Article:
Dr. David Snadden
Topic: From Small Acorns…
Date: December 16st, 2009
Time: 12:00pm to 1:00pm (Lunch will be served)
- Northern Health Science Centre (NHSC) 9-370
- DHCC 11116 and 11124
- MSB 107
The Northern Medical Program was created by community action and has developed in one of the smallest communities in the world to host fully distributed medical education. The NMP is one of the two distributed campuses of the Faculty of Medicine at the University of British Columbia (UBC) and has a specific mission to educate medical students in northern and rural British Columbia. The NMP is a collaboration with the University of Northern British Columbia and delivers all four years of the UBC MD undergraduate curriculum. Prince George is historically underserved by physicians and northern BC has poor health outcomes in comparison to the rest of BC. One of the responsibilities of the NMP is to try and explore how the distributed program has impacted the community. This presentation will set this research question in its emotional and historical context and trace the development of a program of research from its first idea, through its first exploratory study and to more complex in depth studies. In doing so the research team has collaborated with human geographers to better understand how the NMP has impacted the community at large and the community of physicians using the concept of social capital, a theoretical framework familiar in the social sciences, but little used in medical education before.
David Snadden MB ChB, MClSc, MD, FRCGP, FRCP (Edin) is Vice Provost Medicine and Professor, Northern Medical Program, University of Northern British Columbia and Regional Associate Dean, Northern British Columbia and Affiliate Professor, Department of Family Practice, University of British Columbia, Canada.
He graduated from Dundee University in Scotland and moved north to Inverness where he trained as a family practitioner and subsequently practiced in the rural community of Beauly in the highlands of Scotland for 10 years. After completing a MClSc in Family Medicine at the University of Western Ontario, London, Canada in 1991 he entered academic practice at the University of Dundee where he was Senior Lecturer, Director of Postgraduate General Practice Education and, prior to moving to Canada, acting postgraduate Dean. During his time at Dundee he completed his doctoral thesis (MD) on reflective learning methods in family medicine residents, established the Scottish MSc in primary care and researched patient medicine taking behaviors and revalidation methods for family doctors.
He moved to Canada in the summer of 2003 when he was appointed to lead the development of the Northern Medical Program (NMP). The NMP is one of the two distributed campuses of the Faculty of Medicine at the University of British Columbia (UBC) and has a specific mission to educate medical students in northern and rural British Columbia. The NMP is a collaboration with the University of Northern British Columbia and delivers all four years of the UBC MD undergraduate curriculum. Since 2003 he has been involved in: the development of new buildings, the appointment and support of all the academic and administrative team in the north, the development of a rural prioritized admission system and sits on many committees at UBC that govern the expansion of medical education in British Columbia. The NMP entered its first students in 2004, admitted 24 students a year for its first 3 years, increased its intake to 32 students a year in 2007 and graduated its first students in May 2008. His current research interests are in the area of the selection of medical students to rural campuses and in the impact of distributed campuses on rural underserved communities. He was co-chair of the steering group that created the Faculty of Medicine Centre for Health Education Scholarship. He still finds time to explore the incredible wilderness and mountains of western Canada both in summer and on ski in winter.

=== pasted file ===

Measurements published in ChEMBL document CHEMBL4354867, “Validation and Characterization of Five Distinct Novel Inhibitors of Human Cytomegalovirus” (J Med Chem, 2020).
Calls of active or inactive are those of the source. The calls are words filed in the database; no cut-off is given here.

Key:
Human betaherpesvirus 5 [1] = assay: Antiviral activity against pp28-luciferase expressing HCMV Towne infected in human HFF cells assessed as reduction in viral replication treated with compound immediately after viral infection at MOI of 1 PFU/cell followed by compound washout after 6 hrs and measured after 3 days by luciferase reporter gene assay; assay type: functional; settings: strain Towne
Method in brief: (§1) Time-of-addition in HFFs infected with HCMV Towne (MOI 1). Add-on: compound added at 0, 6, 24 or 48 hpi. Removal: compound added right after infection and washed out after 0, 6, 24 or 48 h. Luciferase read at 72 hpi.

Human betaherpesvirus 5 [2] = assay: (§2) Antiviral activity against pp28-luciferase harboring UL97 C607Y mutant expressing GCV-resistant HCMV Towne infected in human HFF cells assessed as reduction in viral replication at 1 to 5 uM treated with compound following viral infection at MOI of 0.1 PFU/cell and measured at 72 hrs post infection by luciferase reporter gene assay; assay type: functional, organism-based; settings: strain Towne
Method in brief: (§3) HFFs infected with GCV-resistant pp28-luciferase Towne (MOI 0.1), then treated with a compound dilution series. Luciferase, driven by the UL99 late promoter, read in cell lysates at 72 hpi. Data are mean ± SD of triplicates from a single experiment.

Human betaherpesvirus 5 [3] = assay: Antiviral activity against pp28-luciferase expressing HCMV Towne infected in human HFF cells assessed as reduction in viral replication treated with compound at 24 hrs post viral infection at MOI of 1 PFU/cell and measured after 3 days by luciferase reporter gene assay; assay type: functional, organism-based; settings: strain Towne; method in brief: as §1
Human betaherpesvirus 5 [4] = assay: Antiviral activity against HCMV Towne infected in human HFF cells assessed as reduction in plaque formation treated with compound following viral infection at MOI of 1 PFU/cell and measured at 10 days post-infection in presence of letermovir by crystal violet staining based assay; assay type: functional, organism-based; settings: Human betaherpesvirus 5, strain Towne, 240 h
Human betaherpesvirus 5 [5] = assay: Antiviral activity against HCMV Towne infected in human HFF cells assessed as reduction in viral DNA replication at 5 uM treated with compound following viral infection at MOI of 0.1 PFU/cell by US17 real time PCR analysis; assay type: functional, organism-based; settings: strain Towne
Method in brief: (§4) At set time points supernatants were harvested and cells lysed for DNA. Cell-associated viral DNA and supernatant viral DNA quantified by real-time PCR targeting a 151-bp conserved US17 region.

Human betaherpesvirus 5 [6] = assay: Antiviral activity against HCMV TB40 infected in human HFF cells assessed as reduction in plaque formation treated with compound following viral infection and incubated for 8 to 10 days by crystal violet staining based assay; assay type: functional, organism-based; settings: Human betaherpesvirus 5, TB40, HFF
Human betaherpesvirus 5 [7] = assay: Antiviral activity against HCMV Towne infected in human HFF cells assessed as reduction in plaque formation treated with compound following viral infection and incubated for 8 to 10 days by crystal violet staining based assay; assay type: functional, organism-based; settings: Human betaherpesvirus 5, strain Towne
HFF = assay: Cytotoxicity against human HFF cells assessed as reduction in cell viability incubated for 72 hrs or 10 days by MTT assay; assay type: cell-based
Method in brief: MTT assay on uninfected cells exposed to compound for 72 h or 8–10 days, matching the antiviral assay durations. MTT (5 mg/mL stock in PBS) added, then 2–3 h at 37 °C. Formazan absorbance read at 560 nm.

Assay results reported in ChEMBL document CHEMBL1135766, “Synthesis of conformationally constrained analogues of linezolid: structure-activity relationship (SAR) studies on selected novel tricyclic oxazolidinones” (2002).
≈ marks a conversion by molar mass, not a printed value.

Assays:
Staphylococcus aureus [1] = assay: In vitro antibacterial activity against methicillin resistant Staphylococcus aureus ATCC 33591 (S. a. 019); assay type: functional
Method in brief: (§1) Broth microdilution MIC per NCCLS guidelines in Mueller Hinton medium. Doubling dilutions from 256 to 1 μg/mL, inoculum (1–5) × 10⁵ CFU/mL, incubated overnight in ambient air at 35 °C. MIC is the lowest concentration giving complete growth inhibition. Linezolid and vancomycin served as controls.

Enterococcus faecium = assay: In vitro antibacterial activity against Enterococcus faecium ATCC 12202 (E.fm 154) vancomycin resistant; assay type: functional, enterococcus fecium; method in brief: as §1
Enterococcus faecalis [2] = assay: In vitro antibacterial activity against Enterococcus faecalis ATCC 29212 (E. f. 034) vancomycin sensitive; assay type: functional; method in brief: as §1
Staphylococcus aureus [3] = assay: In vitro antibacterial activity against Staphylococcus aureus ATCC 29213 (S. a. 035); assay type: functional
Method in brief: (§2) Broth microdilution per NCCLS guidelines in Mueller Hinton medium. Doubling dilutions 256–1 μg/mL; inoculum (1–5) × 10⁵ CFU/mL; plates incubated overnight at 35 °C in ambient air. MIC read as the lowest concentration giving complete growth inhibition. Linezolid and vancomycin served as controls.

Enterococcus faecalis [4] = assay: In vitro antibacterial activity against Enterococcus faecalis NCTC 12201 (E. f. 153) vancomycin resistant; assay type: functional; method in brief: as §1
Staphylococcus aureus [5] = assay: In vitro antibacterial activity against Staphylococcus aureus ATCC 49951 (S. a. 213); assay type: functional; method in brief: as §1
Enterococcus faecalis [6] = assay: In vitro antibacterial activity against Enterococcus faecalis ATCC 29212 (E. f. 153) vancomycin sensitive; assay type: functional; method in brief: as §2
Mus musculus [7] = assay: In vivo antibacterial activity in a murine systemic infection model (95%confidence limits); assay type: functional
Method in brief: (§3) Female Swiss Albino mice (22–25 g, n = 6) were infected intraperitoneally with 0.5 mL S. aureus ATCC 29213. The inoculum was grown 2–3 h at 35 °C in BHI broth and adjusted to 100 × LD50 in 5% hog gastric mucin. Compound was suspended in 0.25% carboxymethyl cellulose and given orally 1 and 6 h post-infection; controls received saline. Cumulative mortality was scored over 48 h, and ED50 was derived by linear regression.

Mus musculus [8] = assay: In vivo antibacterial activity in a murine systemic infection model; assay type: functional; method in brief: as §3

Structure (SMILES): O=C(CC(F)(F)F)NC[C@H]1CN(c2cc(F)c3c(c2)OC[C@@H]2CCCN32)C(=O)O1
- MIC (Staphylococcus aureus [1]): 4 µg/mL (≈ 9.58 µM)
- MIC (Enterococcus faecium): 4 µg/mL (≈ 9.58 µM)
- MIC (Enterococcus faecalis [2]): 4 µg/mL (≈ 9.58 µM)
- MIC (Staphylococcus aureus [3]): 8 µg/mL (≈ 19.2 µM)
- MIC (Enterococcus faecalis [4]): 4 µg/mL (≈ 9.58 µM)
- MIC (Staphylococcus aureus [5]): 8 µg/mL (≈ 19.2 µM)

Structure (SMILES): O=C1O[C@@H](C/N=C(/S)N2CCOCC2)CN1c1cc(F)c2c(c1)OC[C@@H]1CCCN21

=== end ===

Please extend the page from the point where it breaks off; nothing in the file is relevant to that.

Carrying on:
As an organization accredited to sponsor continuing medical education for physicians by the Committee on Accreditation of Canadian Medical Schools (CACMS), the UBC Division of Continuing Professional Development designates this educational program as meeting the accreditation criteria of the College of Family Physicians of Canada for up to 1.5 Mainpro-M1 credits (per session). This program has been reviewed and approved by UBC Division of Continuing Professional Development. Each physician should claim only those credits he/she actually spent in the activity.
The CHES Research Rounds is a self-approved group learning activity (Section 1) as defined by the Maintenance of Certification program of the Royal College of Physicians and Surgeons of Canada.